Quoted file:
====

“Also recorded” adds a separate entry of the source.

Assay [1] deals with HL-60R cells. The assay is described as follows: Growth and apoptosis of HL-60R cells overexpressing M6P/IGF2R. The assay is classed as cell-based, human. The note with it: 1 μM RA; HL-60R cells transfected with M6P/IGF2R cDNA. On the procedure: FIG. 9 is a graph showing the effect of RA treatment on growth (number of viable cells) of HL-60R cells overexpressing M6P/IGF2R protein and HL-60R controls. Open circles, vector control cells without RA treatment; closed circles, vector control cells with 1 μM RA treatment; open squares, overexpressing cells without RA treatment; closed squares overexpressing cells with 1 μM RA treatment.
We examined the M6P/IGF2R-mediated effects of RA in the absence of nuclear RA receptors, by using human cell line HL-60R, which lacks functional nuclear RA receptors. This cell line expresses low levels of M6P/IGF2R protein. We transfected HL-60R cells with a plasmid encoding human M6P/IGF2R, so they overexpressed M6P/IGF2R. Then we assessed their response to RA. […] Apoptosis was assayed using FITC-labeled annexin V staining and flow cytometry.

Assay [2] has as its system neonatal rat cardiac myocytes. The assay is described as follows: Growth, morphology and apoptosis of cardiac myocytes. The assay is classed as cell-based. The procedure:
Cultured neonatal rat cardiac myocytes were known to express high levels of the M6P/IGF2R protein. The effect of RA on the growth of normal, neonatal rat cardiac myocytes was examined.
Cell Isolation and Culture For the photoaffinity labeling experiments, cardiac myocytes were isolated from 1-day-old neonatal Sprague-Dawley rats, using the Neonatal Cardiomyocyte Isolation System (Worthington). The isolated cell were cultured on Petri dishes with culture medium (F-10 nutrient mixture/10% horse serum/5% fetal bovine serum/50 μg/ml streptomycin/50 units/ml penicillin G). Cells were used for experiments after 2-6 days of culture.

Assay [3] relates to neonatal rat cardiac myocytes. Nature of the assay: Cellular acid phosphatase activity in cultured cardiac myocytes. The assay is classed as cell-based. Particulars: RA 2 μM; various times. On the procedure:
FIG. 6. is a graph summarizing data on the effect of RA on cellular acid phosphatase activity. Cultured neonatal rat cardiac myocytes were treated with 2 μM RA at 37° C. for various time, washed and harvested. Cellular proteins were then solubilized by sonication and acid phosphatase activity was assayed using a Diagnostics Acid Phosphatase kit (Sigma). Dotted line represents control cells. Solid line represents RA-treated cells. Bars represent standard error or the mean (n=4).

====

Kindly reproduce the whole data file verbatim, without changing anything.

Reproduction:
“Also recorded” adds a separate entry of the source.

Assay [1] deals with HL-60R cells. The assay is described as follows: Growth and apoptosis of HL-60R cells overexpressing M6P/IGF2R. The assay is classed as cell-based, human. The note with it: 1 μM RA; HL-60R cells transfected with M6P/IGF2R cDNA. On the procedure: FIG. 9 is a graph showing the effect of RA treatment on growth (number of viable cells) of HL-60R cells overexpressing M6P/IGF2R protein and HL-60R controls. Open circles, vector control cells without RA treatment; closed circles, vector control cells with 1 μM RA treatment; open squares, overexpressing cells without RA treatment; closed squares overexpressing cells with 1 μM RA treatment.
We examined the M6P/IGF2R-mediated effects of RA in the absence of nuclear RA receptors, by using human cell line HL-60R, which lacks functional nuclear RA receptors. This cell line expresses low levels of M6P/IGF2R protein. We transfected HL-60R cells with a plasmid encoding human M6P/IGF2R, so they overexpressed M6P/IGF2R. Then we assessed their response to RA. […] Apoptosis was assayed using FITC-labeled annexin V staining and flow cytometry.

Assay [2] has as its system neonatal rat cardiac myocytes. The assay is described as follows: Growth, morphology and apoptosis of cardiac myocytes. The assay is classed as cell-based. The procedure:
Cultured neonatal rat cardiac myocytes were known to express high levels of the M6P/IGF2R protein. The effect of RA on the growth of normal, neonatal rat cardiac myocytes was examined.
Cell Isolation and Culture For the photoaffinity labeling experiments, cardiac myocytes were isolated from 1-day-old neonatal Sprague-Dawley rats, using the Neonatal Cardiomyocyte Isolation System (Worthington). The isolated cell were cultured on Petri dishes with culture medium (F-10 nutrient mixture/10% horse serum/5% fetal bovine serum/50 μg/ml streptomycin/50 units/ml penicillin G). Cells were used for experiments after 2-6 days of culture.

Assay [3] relates to neonatal rat cardiac myocytes. Nature of the assay: Cellular acid phosphatase activity in cultured cardiac myocytes. The assay is classed as cell-based. Particulars: RA 2 μM; various times. On the procedure:
FIG. 6. is a graph summarizing data on the effect of RA on cellular acid phosphatase activity. Cultured neonatal rat cardiac myocytes were treated with 2 μM RA at 37° C. for various time, washed and harvested. Cellular proteins were then solubilized by sonication and acid phosphatase activity was assayed using a Diagnostics Acid Phosphatase kit (Sigma). Dotted line represents control cells. Solid line represents RA-treated cells. Bars represent standard error or the mean (n=4).